• Music

    Hatis Noit – Aura

    Compared to the human voice, everything else is mimicry.  Hatis Noit is an Japanese artist working out of London whose experimental vocal works compare favorably to artists like Laurie Anderson and the ever-wonderful Anna Homler.  It’s a strangely soothing listen.

  • Music

    Jolanda Moletta – Full Moon Session

    Jolanda Moletta is an Berlin-based experimental vocalist who used to sing for the group She Owl.  This album features her gently eerie, comforting vocals and not much else.  To add to such glorious tones would be a crime.  Her voice is delightful as is.

  • Music

    Cathrine Legardh, Sigurdur Flosason – Stilhed & Storm

    Nordic jazz tends to be very warm in my experience.  This collection of original tunes by Danish singer Cathrine Legardh and her sparring partner on this album, alto saxophonist Sigurður Flosason, make an album with songs of love, live and even dogs.  It’s a mellow listen, something hotter than cool jazz, but measured in its playing.  A gorgeously relaxing disc. One additional note: I’ve picked up a few titles from the label that released this disc, Storyville Records.  They handle new music and reissues with great care and are a label absolutely worth supporting.

  • Music

    Various Artists – Fly, Fly, You Hardened Arrow: Round Dance Songs of “Polish” Old Believers from Altai

    The now-legendary Antonovka Records have done astounding work documenting music from Russia’s myriad of ethnic communities.  This one is from the so-called “Polish” Old Believers in the Altai region.  From the label’s Bandcamp site: “The ancestors of the Altai “Polish” Old Believers were peasants of the Vetka-Starodub territory of the priestly Old Believers, who fled from the persecution of the authorities to the Polish–Lithuanian Commonwealth and to the bordering area of the Starodub regiment as part of the Russia. Upon her accession to the throne, Catherine II invited the Old Believers to return to Russia with a manifesto. However, they…

  • Music

    Youmna Saba – Arb’een (40)

    Lebanese singer and oudist Youmna Saba offers up 40, an album of experimental music, but not in the way you think. From her Bandcamp site: “”Arb‘een (40)” is a solo experiment in songwriting, challenging narrative structures and proposing alternative readings of time and continuity. It is rendered by use of oud and guitar, and vocals inspired by the circularity of the project’s recurrent themes. It borrows elements from the Arabic music tradition, and blends them with electronic treatments, sonic textures and loops.”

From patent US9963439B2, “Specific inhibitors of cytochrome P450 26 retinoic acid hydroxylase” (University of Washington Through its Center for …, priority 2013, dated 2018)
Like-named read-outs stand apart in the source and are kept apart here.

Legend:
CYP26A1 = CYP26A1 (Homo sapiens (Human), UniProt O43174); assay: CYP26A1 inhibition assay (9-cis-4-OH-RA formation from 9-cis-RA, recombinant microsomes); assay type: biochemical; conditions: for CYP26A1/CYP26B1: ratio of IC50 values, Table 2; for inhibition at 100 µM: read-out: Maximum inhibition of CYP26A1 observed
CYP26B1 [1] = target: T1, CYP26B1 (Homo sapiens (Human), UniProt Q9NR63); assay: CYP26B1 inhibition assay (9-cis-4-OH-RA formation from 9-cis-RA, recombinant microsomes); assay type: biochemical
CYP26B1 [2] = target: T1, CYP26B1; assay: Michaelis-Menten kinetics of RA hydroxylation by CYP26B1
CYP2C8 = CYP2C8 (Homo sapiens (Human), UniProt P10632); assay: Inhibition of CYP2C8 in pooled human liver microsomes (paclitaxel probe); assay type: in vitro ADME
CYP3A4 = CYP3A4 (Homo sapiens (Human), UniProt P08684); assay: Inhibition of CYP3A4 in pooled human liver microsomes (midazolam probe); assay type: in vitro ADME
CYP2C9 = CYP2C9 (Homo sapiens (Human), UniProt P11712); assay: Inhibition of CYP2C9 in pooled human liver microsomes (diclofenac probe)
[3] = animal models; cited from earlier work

• Music

    The Crossing – Carols after a Plague

    I knew nothing about the band The Crossing, but after seeing that a composition by drummer Tyshawn Sorey was featured, I thought it prudent to listen to that track and then to the whole album.  It is, unsurprisingly, a gorgeous, if dissonant, listening experience. From The Crossing’s Bandcamp site: “Throughout its history, the Philadelphia based contemporary chamber choir The Crossing, led by conductor Donald Nally, has championed works that address social, political, and environmental issues. So it is consistent with the group’s history and mission that their latest release, Carols After a Plague, takes a broad view of our collective…

  • Music

    The Bayan Mongol Variety Group – The Bayan Mongol Variety Group

    From Discogs.com and Light In The Attic Records: The Bayan Mongol Variety Group existed from the early ’70s to the late ’80s. After the collapse of the USSR, the ensemble began to experience serious difficulties with funding and booking concerts, and finally disintegrated, after which the participants lost contact with each other. Fortunately, thanks to efforts from the fans, some old contacts were reestablished, key records and sound sources were dug up, and now this historical record is released again. File under funk, jazz-rock, prog rock, or psychedelic rock. Reissued in cooperation with the band.

  • Music

    Kimilia – Chants d’un temps, ანუ ადრინდელი სიმღერები

    I can’t imagine there being traditional music more pleasant to the ear than that of Georgian polyphony.  Whether it is in an ecclesiastical setting or around the dinner table, the Georgians are incredible singers, and this particular band, Kimilia, do a phenomenal job interpreting songs that go as far back as to the country’s medieval period.  Stunning!